Glympse can locate kids via cell phone GPS

One of the most popular questions asked of cell phone callers is “Where are you?”

Thanks to a new service, you may not have to ask or answer that question. Glympse, which launched on Monday, joins Loopt and Google Latitude as the newest location-based service that uses cell phones’ GPS capability to tell people where you are.

Glympse, which is free, has taken a different approach. Unlike Loopt, which requires the sender and recipient to sign up for service and download an application, Glympse requires almost no effort on the part of the person who is following you. All they have to do is click on a Web link on a computer or a Web- enabled phone to see where you are on a map.

To transmit your location, you need to download an application to your phone and use the application to send a “Glympse,” which authorizes that person to follow you for a specific amount of time and send them the link they need to see you on a map.

Another way it differs from both Loopt and Google Latitude is that Glympse can automatically time out after tracking someone for four hours. The person being followed can also choose a shorter monitoring window, like 30 minutes.

To its credit, Loopt is also permission-based and sends reminders that you may be sharing your real-time information. Google’s Latitude service, which also requires you to give permission to be followed, only displays your approximate location — within about a half mile — but doesn’t show precisely where you are.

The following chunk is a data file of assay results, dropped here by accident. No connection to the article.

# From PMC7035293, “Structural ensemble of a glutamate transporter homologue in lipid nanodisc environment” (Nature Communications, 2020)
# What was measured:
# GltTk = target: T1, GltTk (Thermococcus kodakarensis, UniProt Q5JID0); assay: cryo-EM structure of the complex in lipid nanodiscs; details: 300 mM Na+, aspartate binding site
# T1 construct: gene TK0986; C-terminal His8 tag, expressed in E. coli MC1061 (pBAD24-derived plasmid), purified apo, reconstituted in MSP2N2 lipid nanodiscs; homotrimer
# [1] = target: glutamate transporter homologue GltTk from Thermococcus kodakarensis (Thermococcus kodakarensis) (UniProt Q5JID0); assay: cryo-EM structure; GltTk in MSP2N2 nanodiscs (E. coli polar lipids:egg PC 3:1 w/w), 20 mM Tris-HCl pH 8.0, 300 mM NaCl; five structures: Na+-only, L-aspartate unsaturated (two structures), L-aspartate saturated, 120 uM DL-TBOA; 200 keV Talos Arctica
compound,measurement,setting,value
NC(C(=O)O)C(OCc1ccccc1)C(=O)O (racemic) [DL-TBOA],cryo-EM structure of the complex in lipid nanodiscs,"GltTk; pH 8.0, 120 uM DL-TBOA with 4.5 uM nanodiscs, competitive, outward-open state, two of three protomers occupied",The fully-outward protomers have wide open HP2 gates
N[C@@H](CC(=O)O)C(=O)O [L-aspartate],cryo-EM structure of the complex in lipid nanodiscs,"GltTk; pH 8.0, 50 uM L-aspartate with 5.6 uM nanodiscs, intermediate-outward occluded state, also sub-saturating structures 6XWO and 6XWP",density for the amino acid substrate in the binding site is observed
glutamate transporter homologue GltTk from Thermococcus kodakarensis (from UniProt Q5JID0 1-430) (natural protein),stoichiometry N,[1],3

With Glympse, you might not know the person’s exact address, but you’ll probably be within a hundred feet.

The coolest thing about Glympse is when you are following someone on the move. You can pinpoint them on the map, see their speed, and see when and where they stop.

I used it to follow Glympse co-founder Bryan Trussle as he rode in a car from my house to San Jose. I saw him get on and off the freeway and pull into a parking lot. At one point I caught his car’s driver exceeding the speed limit by a few miles an hour.

As he compared his actual location to what I saw on my PC, we found there only a slight lag between the two — a difference of 10 seconds on average.

While I realize that some will consider this technology a little creepy, there are practical uses for it.

Some police departments, delivery services and businesses spend a lot of money on equipment to do what Glympse could do for free.

For one thing, it can reassure parents and family members that their loved ones are safe.

I remember how nervous I was when my 16-year-old daughter would use the car or ride in other kids’ cars. We’d insist that she call us when she arrived and made her tell us where she planned to go. If she had a Glympse-equipped cell phone, we could have checked in on her from time to time — and we would have known if she was speeding too.

And rather than calling people to let them know you’re arriving in 15 minutes, they can track you online or on a Web-enabled phone.

The Glympse’s public beta currently works only on the T-Mobile G1, which uses Google’s Android operating system. The company is working on versions for the iPhone, Windows Mobile and BlackBerry.

Disclosure: Glympse, as well as its main competitors, Loopt and Google, are supporters of ConnectSafely.org, a nonprofit Internet safety organization I help operate.

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